28 Mar 2023
 | 28 Mar 2023
Status: this preprint is currently under review for the journal NHESS.

The climatology and nature of warm-season convective cells in cold-frontal environments over Germany

George Pacey, Stephan Pfahl, Lisa Schielicke, and Kathrin Wapler

Abstract. Cold fronts provide an environment particularly favourable for convective initiation in the mid-latitudes and can also be associated with convective hazards such as wind, rain and hail. We build a climatology of cold-frontal convective cells between 2007–2016 for April–September in a cell-front distance framework by combining a radar-based cell detection and tracking dataset and automatic front detection methods applied to reanalysis data. We find that on average around twice as many cells develop on cold-frontal cell days compared to non-cold-frontal cell days. Using the 700 hPa level as a reference point we show the maximum cell frequency is 350–400 km ahead of the 700 hPa front which is marginally ahead of the mean surface front location. The 700 hPa front location marks the minimum cell frequency and a clear shift in regime between cells with a weakened diurnal cycle on the warm-side of the 700 hPa cold front and strongly diurnally driven cells on the cold-side of the 700 hPa front. High cell frequencies are found several hundreds of kilometres ahead of the surface front and cells in this region are most likely to be associated with mesocyclones, intense convective cores and lightning. These results are an important step towards a better understanding of cold-frontal convection climatology and links between cold fronts and convective hazards.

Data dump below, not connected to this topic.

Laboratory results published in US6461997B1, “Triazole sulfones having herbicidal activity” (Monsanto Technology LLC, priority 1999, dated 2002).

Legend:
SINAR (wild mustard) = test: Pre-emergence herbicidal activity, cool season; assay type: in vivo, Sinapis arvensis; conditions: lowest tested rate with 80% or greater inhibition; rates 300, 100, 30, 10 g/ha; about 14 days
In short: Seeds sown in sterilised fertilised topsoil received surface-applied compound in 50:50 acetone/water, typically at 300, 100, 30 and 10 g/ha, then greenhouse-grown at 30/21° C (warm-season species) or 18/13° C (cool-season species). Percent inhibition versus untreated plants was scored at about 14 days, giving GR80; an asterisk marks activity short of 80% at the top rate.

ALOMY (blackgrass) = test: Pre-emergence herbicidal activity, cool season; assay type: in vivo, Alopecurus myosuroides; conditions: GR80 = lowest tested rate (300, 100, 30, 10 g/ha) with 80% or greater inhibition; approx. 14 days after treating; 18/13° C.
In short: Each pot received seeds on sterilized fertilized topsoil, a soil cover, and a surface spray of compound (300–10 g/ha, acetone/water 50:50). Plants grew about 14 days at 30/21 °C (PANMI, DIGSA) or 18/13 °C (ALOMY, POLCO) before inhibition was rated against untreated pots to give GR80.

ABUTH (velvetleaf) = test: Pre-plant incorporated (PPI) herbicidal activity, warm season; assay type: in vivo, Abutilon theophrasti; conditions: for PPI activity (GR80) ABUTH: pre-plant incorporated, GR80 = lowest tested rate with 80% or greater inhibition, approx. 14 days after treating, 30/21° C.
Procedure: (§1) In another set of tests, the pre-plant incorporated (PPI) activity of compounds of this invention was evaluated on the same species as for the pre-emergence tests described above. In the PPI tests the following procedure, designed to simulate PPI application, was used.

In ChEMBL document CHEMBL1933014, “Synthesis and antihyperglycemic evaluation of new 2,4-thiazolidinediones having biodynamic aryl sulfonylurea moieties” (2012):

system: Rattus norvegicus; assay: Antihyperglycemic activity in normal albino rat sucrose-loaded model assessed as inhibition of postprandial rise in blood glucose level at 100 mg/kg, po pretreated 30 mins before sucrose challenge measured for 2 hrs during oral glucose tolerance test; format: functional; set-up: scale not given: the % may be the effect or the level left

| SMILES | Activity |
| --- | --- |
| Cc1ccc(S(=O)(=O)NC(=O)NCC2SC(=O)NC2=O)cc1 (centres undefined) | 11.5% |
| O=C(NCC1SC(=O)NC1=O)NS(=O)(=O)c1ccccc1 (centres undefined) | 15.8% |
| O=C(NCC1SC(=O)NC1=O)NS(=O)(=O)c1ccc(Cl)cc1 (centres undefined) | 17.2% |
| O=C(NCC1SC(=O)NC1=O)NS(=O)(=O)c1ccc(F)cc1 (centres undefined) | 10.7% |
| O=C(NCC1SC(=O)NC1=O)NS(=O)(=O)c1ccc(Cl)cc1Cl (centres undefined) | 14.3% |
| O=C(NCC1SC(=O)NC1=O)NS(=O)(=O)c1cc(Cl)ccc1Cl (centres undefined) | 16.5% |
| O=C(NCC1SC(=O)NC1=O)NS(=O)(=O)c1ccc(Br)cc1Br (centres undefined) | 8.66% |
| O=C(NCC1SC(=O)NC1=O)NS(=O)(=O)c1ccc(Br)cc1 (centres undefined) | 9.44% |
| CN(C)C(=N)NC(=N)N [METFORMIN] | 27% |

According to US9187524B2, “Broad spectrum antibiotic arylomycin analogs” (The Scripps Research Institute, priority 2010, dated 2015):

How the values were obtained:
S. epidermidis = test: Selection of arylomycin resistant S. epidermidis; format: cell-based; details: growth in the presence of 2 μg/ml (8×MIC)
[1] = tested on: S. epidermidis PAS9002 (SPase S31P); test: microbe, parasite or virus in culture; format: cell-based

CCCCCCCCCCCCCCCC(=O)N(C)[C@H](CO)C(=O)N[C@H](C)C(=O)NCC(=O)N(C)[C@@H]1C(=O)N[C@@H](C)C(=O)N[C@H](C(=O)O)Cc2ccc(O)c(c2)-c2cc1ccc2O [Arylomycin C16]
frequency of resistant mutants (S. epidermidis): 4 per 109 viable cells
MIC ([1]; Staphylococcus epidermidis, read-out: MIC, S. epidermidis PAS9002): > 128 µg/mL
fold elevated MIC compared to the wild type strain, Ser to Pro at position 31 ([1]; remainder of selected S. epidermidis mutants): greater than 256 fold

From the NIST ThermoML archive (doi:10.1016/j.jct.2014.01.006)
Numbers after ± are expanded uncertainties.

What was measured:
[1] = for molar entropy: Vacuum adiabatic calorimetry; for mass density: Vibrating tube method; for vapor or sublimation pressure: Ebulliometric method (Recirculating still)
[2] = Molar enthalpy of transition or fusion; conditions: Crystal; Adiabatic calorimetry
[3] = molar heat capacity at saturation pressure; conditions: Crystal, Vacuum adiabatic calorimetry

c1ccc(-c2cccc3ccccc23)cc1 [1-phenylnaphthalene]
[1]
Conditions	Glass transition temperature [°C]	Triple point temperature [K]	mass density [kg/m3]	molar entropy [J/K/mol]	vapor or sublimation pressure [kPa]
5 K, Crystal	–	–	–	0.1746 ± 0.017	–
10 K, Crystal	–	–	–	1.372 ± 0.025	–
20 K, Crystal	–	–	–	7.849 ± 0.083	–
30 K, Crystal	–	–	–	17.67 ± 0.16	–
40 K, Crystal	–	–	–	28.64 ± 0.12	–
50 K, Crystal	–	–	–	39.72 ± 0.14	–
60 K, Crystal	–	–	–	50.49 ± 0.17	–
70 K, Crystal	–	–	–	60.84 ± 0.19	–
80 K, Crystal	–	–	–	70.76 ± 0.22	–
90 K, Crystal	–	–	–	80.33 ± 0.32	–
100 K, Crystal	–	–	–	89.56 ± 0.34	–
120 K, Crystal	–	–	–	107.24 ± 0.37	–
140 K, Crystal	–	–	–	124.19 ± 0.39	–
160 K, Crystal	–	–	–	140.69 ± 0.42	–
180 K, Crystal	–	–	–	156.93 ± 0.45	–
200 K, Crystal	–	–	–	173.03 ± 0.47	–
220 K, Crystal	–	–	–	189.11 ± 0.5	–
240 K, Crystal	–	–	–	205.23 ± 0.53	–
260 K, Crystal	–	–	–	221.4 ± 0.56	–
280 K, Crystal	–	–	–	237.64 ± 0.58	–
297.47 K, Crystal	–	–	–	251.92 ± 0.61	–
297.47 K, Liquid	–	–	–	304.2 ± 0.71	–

George Pacey et al.

Status: final response (author comments only)

Comment types: AC – author | RC – referee | CC – community | EC – editor | CEC – chief editor | : Report abuse
  • RC1: 'Comment on nhess-2023-39', Anonymous Referee #1, 04 Apr 2023
  • RC2: 'Comment on nhess-2023-39', Anonymous Referee #2, 18 Apr 2023
  • RC3: 'Comment on nhess-2023-39', Anonymous Referee #3, 05 May 2023

George Pacey et al.

George Pacey et al.


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Short summary
Cold fronts are often associated with areas of intense precipitation (cells) and sometimes with hazards such as wind, extreme rainfall and hail. We find that cold-frontal cell days are associated with higher cell frequency and that cells are typically more intense. We also show both spatially and temporally where cells are most frequent depending on their cell-front distance. These results are an important step towards a deeper understanding of cold-frontal storms and improved forecasting.